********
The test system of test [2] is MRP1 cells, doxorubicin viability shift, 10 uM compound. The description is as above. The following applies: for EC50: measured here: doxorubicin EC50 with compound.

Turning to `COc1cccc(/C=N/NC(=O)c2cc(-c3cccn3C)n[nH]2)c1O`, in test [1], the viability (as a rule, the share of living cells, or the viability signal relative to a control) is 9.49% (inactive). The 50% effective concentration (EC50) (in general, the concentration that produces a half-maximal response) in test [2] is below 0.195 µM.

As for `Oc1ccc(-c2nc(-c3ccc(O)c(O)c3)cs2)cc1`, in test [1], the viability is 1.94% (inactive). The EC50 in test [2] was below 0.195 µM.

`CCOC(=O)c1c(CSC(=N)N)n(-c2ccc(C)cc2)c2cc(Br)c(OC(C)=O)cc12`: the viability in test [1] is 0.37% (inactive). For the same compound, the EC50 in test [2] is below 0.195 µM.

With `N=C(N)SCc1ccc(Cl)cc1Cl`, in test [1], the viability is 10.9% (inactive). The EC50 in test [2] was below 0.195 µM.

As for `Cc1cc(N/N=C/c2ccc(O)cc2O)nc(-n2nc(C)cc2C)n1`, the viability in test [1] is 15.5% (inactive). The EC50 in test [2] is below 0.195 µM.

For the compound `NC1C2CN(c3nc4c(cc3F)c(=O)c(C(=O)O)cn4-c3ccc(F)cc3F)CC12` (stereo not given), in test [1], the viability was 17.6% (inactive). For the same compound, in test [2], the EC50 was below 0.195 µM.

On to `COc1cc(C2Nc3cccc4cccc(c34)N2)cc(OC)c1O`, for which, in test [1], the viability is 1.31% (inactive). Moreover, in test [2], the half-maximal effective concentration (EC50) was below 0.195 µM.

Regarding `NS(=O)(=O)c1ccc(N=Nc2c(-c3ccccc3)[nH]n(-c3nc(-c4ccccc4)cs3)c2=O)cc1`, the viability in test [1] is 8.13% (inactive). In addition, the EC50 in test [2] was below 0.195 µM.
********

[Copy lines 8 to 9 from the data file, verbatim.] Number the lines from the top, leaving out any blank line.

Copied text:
On to `COc1cc(C2Nc3cccc4cccc(c34)N2)cc(OC)c1O`, for which, in test [1], the viability is 1.31% (inactive). Moreover, in test [2], the half-maximal effective concentration (EC50) was below 0.195 µM.

Regarding `NS(=O)(=O)c1ccc(N=Nc2c(-c3ccccc3)[nH]n(-c3nc(-c4ccccc4)cs3)c2=O)cc1`, the viability in test [1] is 8.13% (inactive). In addition, the EC50 in test [2] was below 0.195 µM.